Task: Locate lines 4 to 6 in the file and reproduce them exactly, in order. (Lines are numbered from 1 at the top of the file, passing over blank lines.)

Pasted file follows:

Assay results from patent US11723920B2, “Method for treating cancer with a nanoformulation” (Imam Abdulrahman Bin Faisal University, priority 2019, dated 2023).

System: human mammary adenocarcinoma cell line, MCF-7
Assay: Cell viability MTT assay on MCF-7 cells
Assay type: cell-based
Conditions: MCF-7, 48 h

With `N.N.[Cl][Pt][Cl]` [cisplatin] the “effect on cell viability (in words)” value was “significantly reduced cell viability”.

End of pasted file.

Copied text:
Assay type: cell-based
Conditions: MCF-7, 48 h

With `N.N.[Cl][Pt][Cl]` [cisplatin] the “effect on cell viability (in words)” value was “significantly reduced cell viability”.